With the Best Support Award we put colleagues in the spotlight who do an enormous amount of work behind the scenes. Have you had a lot of help from a colleague and would you like to thank them for that? Then nominate your colleague before February 16 for the Best Support Award. The presentation will be during the Diversity & Inclusion Award ceremony at Utrecht University on March 26, 2024.

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Newly described mechanism offers opportunities for treatment of cystic fibrosis

People with cystic fibrosis have a compromised defense against pathogens in the lungs, due to the accumulation of thick mucus in their lungs in which pathogens thrive. Apart from the mucus, the fluids lining the airway surfaces are also too acidic and that inhibits additional antimicrobial defense mechanisms against pathogens. Researchers from Newcastle University and University Medical Center Utrecht have described a new cellular mechanism that influences this acidity using miniature airways, and discovered two already approved drugs that could potentially be used to change the acidity in people with CF.

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AI speeds up identification brain tumor type

What type of brain tumor does this patient have? AI technology helps to determine this as early as during surgery, within 1.5 hours. This process normally takes a week. The new technology allows neurosurgeons to adjust their surgical strategies on the spot. Today, researchers from UMC Utrecht and researchers, pathologists and neurosurgeons from the Princess Máxima Center for pediatric oncology and Amsterdam UMC have published about this study in Nature.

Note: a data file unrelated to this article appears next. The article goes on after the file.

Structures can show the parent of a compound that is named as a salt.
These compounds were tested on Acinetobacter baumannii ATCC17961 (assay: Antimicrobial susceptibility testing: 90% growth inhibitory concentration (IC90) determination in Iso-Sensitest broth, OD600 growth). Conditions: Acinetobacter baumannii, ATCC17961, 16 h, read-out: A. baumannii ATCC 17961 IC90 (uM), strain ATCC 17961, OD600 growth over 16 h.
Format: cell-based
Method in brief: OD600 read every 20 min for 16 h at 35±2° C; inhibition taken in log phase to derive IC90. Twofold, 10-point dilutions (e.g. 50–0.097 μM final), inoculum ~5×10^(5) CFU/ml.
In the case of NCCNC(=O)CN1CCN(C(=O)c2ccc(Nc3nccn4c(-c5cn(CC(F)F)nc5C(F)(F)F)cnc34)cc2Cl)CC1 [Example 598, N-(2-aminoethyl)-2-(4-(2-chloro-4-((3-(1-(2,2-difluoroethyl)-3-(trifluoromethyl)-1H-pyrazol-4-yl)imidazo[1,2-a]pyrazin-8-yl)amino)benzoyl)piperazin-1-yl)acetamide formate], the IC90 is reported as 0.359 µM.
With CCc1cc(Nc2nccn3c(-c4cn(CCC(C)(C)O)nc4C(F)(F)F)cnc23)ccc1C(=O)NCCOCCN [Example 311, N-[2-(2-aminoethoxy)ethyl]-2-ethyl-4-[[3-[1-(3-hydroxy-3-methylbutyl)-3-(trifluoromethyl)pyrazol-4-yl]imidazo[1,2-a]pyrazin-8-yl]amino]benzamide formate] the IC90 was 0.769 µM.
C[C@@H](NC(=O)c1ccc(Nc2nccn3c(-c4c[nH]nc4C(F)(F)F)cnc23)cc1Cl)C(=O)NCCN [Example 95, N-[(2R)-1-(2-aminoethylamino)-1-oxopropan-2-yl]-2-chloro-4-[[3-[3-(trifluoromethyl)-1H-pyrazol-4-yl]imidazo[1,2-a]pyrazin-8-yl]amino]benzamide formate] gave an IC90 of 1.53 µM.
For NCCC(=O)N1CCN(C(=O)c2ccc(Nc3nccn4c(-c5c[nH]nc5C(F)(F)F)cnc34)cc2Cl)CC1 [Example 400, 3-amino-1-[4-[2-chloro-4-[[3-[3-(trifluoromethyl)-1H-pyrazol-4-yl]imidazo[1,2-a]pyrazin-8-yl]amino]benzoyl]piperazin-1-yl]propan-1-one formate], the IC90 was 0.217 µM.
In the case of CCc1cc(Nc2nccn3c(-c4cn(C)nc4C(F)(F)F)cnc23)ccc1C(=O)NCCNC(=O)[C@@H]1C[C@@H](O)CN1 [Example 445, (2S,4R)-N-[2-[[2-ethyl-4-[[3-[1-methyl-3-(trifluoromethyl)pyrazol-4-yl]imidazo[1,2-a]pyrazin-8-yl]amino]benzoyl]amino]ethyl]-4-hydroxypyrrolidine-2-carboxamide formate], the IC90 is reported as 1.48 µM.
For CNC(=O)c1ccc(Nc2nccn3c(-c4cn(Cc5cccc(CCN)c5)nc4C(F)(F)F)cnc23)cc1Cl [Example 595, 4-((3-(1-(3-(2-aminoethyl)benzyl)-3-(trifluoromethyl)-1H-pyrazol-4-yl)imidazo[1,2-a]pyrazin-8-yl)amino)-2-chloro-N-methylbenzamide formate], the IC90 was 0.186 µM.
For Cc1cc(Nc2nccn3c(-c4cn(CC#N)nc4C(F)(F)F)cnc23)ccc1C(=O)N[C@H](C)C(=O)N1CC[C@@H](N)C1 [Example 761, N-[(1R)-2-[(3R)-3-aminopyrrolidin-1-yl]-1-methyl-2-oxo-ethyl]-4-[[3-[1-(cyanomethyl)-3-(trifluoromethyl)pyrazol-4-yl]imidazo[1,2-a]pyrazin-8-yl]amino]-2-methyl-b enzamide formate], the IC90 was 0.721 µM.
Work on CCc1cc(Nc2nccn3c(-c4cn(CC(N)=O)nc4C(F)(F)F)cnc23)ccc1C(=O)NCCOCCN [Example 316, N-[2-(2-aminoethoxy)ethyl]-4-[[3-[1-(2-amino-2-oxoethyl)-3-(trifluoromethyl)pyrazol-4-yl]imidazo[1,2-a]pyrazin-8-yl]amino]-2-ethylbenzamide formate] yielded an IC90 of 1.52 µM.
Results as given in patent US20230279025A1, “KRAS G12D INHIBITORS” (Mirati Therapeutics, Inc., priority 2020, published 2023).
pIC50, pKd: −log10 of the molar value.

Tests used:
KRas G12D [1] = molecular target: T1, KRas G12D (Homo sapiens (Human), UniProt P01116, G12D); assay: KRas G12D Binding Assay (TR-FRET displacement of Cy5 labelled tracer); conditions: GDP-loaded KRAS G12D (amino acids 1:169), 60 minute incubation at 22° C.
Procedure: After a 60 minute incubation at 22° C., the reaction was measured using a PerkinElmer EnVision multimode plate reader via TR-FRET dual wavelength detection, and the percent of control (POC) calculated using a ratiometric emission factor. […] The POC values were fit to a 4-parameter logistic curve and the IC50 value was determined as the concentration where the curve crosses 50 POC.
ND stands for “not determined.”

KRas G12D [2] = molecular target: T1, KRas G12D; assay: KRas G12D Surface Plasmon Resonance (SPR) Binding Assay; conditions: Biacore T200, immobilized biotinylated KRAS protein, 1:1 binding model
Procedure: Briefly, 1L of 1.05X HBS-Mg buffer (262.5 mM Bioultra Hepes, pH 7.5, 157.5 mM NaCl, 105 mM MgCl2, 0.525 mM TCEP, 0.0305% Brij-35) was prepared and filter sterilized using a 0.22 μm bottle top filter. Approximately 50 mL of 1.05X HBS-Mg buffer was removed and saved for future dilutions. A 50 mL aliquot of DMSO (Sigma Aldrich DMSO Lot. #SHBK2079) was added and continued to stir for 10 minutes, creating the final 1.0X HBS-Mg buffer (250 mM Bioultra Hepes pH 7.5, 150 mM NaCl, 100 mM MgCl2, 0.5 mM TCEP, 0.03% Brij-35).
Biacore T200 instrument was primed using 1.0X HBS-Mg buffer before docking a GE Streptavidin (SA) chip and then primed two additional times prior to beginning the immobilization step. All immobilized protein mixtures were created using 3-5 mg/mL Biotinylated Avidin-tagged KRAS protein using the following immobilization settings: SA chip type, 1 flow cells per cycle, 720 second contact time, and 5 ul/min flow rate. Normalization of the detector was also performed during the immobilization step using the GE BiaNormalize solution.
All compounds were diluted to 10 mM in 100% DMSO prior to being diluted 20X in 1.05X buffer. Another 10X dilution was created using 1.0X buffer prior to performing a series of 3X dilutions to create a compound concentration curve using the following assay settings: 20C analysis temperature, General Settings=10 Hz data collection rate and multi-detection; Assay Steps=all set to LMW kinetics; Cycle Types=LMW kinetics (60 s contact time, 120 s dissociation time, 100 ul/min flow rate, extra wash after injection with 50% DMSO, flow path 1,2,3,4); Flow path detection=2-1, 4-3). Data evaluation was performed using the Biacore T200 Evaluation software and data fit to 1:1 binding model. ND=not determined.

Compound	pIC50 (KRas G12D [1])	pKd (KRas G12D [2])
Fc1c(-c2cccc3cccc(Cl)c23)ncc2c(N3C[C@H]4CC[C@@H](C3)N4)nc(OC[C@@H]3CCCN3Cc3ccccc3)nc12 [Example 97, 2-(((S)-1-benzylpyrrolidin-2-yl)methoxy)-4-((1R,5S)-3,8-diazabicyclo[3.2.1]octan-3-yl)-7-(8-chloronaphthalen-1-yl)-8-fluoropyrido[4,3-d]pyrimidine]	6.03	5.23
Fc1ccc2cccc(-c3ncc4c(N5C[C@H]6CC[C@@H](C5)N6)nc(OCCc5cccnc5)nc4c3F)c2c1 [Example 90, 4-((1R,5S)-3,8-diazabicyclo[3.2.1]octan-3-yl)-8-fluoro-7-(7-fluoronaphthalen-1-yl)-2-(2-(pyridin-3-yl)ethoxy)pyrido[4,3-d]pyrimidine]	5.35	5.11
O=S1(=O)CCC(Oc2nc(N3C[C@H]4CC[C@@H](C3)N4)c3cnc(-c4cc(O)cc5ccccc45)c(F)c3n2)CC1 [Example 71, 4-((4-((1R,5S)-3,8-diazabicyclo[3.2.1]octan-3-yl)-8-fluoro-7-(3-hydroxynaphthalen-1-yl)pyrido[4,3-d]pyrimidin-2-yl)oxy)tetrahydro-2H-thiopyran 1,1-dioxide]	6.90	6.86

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Festive closure of the DIS project during the Symposium ‘Diversity belongs to Everyone Together’

After a series of successful collaborative years involving more than 30 programs, the University of Utrecht concluded the Diversity in Enrollment and Selection (DIS) project on October 5, 2023. This symposium not only marked the end of the DIS project but also opened a significant chapter in further developments of DIS.

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'Paediatric radiologist: we contribute to optimal care'

Portrait of Rutger Jan Nievelstein, professor of Paediatric Radiology at UMC Utrecht.

Well-supported guidelines for paediatric radiological imaging are needed to ensure the best care for children, Professor of Paediatric Radiology Rutger Jan Nievelstein recently stated in his inaugural address. This requires sound scientific research. After all, children have a different range of conditions than adults, such as congenital defects, hereditary and metabolic diseases, and certain types of tumours. The new chair that will strengthen this scientific research falls under the strategic theme Child Health and supports the enhancers image-guided interventions and integral complex care for children.

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Working at UMC Utrecht